At WITS, we believe it is important that books celebrate the histories, experiences, and everyday life of the students we serve, the city we live in, and the world we explore. In every aspect of our work with books, whether it is the stories students and mentors read at program, the book lists we create for teachers, or the books we recommend on this blog, WITS adheres to the philosophy of “windows, mirrors, and sliding glass doors.”
Windows, Mirrors, and Sliding Glass Doors: Defined
The notion that classroom curriculum should serve as “windows and mirrors” for students was first coined by educator Emily Styles in 1988. It was in 1990 that well-known children’s literature researcher, Rudine Sims Bishop, wrote about “windows, mirrors, and sliding glass doors” as it relates specifically to children’s books. With this way of thinking, Sims Bishop states that books should be windows into the realities of others, not just imaginary worlds, and books can be mirrors that reflect the lives of readers. Sliding glass doors refers to how readers can walk into a story and become part of the world created by the author – readers become fully immersed in another experience. Approaching children’s stories through the lens of windows, mirrors, and sliding glass doors, prioritizes diversity, honors many cultures, and promotes empathy.
Even I, an adult, can experience the effects of windows, mirrors, and sliding glass doors in the children’s books that I read with students. For example, the book Saturday written and illustrated by Oge Mora, mirrors my experiences living in a city like riding (and worry about missing!) the city bus and wanting to enjoy a public space like the park. The story also mirrors my close relationship with my mom and how I would always look forward to weekends together because that’s when my mom didn’t have to work. Saturday is also a window for me, a white woman, because the story is a look at a young Black girl’s life.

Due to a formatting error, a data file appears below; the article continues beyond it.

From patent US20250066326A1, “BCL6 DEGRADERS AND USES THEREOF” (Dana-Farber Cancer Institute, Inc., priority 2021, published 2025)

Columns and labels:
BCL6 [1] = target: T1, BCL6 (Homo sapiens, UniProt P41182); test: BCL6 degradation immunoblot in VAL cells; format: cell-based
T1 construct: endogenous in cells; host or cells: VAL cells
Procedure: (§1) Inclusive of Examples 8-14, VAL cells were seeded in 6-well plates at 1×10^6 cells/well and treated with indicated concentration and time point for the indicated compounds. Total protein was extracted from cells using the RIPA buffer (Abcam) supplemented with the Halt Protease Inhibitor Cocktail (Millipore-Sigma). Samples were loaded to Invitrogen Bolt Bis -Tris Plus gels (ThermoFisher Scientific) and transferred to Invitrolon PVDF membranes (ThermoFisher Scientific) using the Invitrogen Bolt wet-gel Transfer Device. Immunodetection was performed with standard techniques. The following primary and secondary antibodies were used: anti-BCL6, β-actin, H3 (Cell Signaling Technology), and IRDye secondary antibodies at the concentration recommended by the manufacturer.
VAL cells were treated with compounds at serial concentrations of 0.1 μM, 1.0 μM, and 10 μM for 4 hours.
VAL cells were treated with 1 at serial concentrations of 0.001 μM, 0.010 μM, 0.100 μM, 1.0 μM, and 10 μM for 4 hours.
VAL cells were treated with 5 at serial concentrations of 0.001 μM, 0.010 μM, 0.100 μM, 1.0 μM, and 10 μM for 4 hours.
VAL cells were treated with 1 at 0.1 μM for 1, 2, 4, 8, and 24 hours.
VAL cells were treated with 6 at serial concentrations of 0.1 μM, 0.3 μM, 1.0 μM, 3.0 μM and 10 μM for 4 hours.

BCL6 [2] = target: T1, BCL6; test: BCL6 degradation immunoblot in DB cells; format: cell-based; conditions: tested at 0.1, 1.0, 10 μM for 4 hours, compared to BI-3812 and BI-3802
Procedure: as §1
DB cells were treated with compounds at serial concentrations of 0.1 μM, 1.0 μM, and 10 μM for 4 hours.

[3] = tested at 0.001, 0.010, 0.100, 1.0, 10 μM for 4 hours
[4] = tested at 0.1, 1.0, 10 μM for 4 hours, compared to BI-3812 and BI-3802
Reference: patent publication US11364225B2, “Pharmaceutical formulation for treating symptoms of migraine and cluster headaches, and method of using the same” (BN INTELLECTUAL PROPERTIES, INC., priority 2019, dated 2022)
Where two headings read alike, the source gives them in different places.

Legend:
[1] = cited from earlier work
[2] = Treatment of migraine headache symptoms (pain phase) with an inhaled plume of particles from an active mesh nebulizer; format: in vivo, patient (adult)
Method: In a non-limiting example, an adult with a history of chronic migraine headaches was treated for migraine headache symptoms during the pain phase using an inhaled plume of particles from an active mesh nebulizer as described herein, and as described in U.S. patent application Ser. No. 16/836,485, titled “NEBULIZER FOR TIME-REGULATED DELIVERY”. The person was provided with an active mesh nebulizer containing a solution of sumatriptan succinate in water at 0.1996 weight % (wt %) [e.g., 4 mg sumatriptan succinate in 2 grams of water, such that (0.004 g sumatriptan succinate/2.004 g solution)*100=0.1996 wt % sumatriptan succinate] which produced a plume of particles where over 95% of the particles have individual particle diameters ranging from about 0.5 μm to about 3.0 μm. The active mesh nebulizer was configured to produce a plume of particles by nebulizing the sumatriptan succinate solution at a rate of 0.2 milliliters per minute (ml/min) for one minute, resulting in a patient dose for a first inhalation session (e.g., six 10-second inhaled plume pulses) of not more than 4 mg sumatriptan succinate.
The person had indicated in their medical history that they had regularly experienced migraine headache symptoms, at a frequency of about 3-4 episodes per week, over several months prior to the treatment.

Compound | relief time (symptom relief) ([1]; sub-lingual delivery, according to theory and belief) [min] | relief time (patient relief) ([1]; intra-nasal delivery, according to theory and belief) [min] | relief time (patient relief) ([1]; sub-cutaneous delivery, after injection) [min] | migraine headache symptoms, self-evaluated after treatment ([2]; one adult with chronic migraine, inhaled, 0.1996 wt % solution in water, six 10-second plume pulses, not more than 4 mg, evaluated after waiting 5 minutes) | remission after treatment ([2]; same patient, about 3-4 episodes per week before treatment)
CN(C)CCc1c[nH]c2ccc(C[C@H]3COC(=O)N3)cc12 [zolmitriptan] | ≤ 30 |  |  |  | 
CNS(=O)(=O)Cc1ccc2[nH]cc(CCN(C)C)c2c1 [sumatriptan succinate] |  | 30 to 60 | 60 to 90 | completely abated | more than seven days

What does Windows, Mirrors, and Sliding Glass Doors Mean to WITS?
WITS acknowledges that, historically, popular children’s books are culturally one-sided. In other words, the narratives presented predominantly center on the experiences of white children. Additionally, white authors often write books about children of color and can feature harmful stereotypes, tokenism, and inauthentic stories. The marginalization and corruption of these stories has lasting effects on students. As Sims Bishop states, “When children cannot find themselves reflected in the books they read, or when the images they see are distorted, negative, or laughable, they learn a powerful lesson about how they are devalued in the society of which they are a part.”
WITS commits to finding and promoting books that feature authentic and validating stories about children of color. WITS regularly diversifies and updates our book collections for students and teachers. Our curated book recommendations include a variety of different types of texts that highlight the history and everyday joy of underrepresented cultures. We ensure that the books we send home with students for WITSummer Books are culturally relevant and specific to the demographics of the Chicago schools we serve. WITS staff learn together to improve their understanding of how windows, mirrors, and sliding glass doors show up children’s books, and how to identify stereotyping and lack of representation in stories. There are plenty more examples of how WITS incorporates windows, mirrors, and sliding glass doors and diverse books into our work, just head over to the WITS blog and search “diverse books” to find more resources.